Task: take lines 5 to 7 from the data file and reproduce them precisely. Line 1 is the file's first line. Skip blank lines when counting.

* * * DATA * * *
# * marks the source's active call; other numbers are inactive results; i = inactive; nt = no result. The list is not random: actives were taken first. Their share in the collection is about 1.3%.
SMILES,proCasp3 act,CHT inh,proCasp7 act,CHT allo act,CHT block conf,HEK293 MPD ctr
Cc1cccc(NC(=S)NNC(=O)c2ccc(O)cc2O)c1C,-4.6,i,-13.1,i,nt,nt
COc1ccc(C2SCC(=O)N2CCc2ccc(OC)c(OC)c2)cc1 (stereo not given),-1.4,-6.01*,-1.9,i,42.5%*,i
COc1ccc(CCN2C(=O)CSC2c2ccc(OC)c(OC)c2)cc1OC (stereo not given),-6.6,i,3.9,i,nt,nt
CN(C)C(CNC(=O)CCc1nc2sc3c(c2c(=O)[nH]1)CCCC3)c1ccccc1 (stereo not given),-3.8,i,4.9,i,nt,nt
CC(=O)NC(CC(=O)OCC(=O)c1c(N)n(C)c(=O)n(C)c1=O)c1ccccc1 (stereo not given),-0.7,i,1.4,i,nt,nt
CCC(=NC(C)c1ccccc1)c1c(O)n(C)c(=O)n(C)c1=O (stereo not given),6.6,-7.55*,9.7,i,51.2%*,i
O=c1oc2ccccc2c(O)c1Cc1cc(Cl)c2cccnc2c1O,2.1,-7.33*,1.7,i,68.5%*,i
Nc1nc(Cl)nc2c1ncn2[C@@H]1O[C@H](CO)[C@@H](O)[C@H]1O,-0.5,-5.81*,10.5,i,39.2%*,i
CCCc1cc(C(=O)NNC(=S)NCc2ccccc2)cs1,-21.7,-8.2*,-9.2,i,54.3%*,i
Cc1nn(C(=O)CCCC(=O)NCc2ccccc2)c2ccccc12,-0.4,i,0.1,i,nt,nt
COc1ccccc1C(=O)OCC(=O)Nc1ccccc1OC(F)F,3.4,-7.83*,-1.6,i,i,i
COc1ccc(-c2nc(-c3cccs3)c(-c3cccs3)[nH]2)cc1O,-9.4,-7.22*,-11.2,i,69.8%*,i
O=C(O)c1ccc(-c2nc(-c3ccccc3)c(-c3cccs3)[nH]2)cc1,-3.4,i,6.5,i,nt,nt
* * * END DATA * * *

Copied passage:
COc1ccc(CCN2C(=O)CSC2c2ccc(OC)c(OC)c2)cc1OC (stereo not given),-6.6,i,3.9,i,nt,nt
CN(C)C(CNC(=O)CCc1nc2sc3c(c2c(=O)[nH]1)CCCC3)c1ccccc1 (stereo not given),-3.8,i,4.9,i,nt,nt
CC(=O)NC(CC(=O)OCC(=O)c1c(N)n(C)c(=O)n(C)c1=O)c1ccccc1 (stereo not given),-0.7,i,1.4,i,nt,nt